So the way you would try it then is practically you get up before the dawn prayer. And I would recommend my household we have porridge with some honey and some banana and some raisins and a kind of special juice drink with some energy in it and quite a bit of water. And you have that and you make a prayer for the day. And then you can go
Back to sleep, or you can, if you're Muslim, we do extra prayers. But normally after, so you get some sleep. Yes, so we call the pre dawn meal.
And when we break our fast we call it after the opening of the fast. So anyone who's interested, who's non Muslim who's interested in in, partaking in this beautiful event, there will definitely be people all around you who will be more than happy to feed you your FTR meal,
you're probably going to get the invitation before you even ask someone for an invitation as soon as they know that you're fasting. So you don't need to worry about that at all. Just give it a go. And let us you know, be nice to know, maybe for some to get some callers, you know, maybe we can know how did it go. And if you really did increase in reflection or in in concentration that particular day, or you're just so tired, you don't want to do it again, anything is is welcome. Because it's just nice to know.
Other people who've tried it, do you know, I actually know.
A man in the north of England who fasted the full 30 days because he lives in a large Muslim population area. And he thought I just want to try this. And his experience was so dynamic. He said he's going to do it again this year. He loved it, he felt so inspired by it. And this difference of day and night and doing different things with our time. I would suggest this. If you're thinking about fasting, first of all, to get some really good Whole Foods, some bananas ready for your soul. And please do feel you can share with your work colleagues, the first thing to do is really get support because you're new to this say, I'm fasting to today. How are you feeling today? Share this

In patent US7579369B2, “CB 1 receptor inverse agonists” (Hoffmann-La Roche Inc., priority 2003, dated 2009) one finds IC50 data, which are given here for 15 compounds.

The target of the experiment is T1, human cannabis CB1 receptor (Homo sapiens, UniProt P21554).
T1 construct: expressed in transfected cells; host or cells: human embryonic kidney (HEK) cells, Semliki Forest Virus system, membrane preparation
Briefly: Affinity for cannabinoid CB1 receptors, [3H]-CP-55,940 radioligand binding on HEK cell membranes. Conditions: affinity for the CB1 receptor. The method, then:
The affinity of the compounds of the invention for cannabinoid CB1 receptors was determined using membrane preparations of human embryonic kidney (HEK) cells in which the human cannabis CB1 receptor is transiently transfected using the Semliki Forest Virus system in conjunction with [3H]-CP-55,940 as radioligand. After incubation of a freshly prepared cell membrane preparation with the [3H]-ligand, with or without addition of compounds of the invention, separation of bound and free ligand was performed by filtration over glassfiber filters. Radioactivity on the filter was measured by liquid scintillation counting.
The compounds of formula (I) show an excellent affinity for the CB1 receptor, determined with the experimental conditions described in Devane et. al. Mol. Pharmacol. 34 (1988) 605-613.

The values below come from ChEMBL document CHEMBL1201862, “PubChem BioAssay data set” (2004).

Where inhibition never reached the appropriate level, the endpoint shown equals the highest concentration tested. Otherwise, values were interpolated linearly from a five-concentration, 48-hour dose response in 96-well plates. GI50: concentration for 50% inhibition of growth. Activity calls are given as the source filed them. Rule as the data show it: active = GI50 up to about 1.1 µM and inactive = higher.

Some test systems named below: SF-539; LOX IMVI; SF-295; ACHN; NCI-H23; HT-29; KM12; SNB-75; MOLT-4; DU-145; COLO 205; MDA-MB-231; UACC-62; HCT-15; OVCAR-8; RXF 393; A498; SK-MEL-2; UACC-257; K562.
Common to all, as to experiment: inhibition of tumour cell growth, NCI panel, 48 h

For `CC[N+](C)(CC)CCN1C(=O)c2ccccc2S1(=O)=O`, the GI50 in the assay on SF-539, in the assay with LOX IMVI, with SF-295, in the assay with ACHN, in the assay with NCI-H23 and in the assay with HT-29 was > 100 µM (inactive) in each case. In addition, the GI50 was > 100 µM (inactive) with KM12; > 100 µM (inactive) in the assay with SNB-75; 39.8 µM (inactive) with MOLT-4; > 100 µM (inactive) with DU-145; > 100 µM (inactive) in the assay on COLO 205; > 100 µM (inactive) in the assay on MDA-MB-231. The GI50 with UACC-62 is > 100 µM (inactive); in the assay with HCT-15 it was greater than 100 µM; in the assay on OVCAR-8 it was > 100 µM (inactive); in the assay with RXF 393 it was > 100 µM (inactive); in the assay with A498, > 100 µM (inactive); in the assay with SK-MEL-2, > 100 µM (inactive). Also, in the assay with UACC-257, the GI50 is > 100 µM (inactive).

and just watch the smiles come in and the advice and the invitations? Absolutely. I mean, I remember, before I was a Muslim, I thought it was a crazy idea to fast. But I thought that because all my friends were We were at school at the time. So I thought I will support them. And I'll go along with it too. It was difficult for me. But I noticed that it's mind over matter as well. The accomplishment and the feeling of accomplishment when you do actually eat
at the breaking of the fast, you start realizing that there's so much more to life as well, because there are people who just cannot do that. That is another really important consideration.
The fact of fasting, to feel what hunger feels like we don't experience hunger Thanks be to God. It's not one of the tests that we usually have in this society, and to feel it and go. This is what a vast number, millions, perhaps billions of people on this planet feel every day. And this thirst. There are people who experience that as the norm throughout their lives. And this is a way of softening our hearts and putting compassion back in and gratitude because that's a big word, isn't it in the month of Ramadan gratitude? Yes, we often say in all of our prayers, Alhamdulillah which means praise and thanks be to God. Simply because like Lauren said, we are not used to feeling
hunger, we probably never have felt real hunger. And let's be honest, when we are fasting, we do know that a certain time that hunger will be diminished. Now,
that doesn't happen for the people who are going hungry and other places in the world. So it's only a small indication or very small exercise of knowing what it feels like to be hungry or thirsty. So you'll never really or ham the law that we're we're blessed with them with with food and drink, but we'll never really feel what those people feel when my stomach starts grumbling only occasionally because actually the the spiritual elements kick in and you don't bother about bite your stomach. You can quiet in it, do you not I say haspin Allah, no matter what he'll and I just tell my stomach a lie sufficient for me. Don't Don't mess about this month. Okay? Allah is enough. Belief is enough.